PHUKET: Construction on Phuket’s Big Buddha was halted yesterday after villagers filed a complaint alleging that it had caused landslides last year, and could potential do so again when the rainy season returns.
Vice Governor Somkiet Sangkaosuttirak led 20 officers in an inspection of the construction site yesterday morning. He was joined by Suporn Vanitchakul, President of Phraphuttha Mingmongkol Sattha 45 Foundation, who is managing the construction of the image and the development of the surrounding area.
“Karon villagers believe that landslides near their houses last year were caused by runoff from the Big Buddha project,” said V/Gov Somkiet.
“Construction must stop until we have a chance to completely inspect the land and, if there is a problem, determine appropriate solutions.”
Mr Suporn denied the villagers’ allegations.
“We have taken preventative measures by building a retaining wall. However, if something does happen, and it affects your house, please let me know and I will do everything I can to make things right,” said Mr Suporn.
During the inspection, Karon Village Chief Kampaet Petkor also pointed out the unauthorized construction of kuti (sleeping quarters for monks) at the site, which has been a point of contention in the past (story here).
In 2011, the foundation was ordered by Phoppol Sirilugsanapong, head of the Ministry of Natural Resourcesand Environment office in Phuket, to pull down all unauthorized buildings not directly related to authorized construction. However,in 2012, the director of the Community Forest Management Bureau at the Forestry Department’s regional office in Krabi cleared the foundation of any wrong doing related to construction of the Big Buddha (story here).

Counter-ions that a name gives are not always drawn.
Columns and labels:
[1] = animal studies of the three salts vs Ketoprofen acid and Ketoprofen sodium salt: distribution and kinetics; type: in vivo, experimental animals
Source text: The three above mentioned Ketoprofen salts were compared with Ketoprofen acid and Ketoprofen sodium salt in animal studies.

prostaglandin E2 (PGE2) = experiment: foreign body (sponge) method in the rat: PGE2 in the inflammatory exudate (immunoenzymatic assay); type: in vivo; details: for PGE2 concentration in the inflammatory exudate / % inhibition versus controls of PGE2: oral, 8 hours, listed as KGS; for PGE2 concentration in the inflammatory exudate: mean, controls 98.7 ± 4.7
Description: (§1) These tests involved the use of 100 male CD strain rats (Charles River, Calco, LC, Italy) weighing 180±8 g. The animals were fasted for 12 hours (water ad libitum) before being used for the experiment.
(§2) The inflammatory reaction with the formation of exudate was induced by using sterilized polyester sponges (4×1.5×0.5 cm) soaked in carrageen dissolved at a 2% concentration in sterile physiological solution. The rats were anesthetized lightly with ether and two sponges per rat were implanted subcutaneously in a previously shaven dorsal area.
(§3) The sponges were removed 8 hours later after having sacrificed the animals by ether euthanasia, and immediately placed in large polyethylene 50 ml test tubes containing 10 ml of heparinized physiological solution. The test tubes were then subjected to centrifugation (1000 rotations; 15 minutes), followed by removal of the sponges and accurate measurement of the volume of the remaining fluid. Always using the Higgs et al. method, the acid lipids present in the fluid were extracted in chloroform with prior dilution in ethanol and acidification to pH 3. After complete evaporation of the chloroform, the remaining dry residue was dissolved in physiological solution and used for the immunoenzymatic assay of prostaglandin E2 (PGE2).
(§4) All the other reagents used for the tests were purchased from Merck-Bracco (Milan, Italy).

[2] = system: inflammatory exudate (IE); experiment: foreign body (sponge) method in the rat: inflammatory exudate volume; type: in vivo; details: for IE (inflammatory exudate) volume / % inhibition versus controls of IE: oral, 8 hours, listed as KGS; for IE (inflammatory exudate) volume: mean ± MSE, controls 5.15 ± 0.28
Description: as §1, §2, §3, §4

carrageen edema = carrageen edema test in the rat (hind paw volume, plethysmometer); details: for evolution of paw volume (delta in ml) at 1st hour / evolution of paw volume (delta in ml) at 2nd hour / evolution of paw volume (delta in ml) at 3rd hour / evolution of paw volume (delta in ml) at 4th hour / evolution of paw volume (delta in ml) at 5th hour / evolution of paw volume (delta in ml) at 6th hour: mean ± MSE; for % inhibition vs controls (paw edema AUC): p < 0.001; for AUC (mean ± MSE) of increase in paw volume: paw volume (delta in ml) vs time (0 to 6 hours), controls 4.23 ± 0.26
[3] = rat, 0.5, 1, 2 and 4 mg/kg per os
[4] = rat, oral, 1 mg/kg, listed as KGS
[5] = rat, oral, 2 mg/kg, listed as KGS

“If the buildings are illegal,you can remove them,” said Mr Suporn yesterday. “But I want you to focus on the religious importance, as well as the importance of the place as a popular tourist attraction.”
In a meeting next week, the project management team will be asked to address a slew of concerns cited by V/Gov Somkiet.
“They will have to be prepared to discuss the following topics: a project completion date; the appropriation of funds; lack of authorization for construction from the municipality; unauthorized buildings; and landslides,” said V/Gov Somkiet.
The projects permit which has been extended three times is set to expire in 2016.
“If there are still issues with the site, it is possible that the contract will be denied for 2017,” V/Gov Somkiet confirmed.
— Saran Mitrarat
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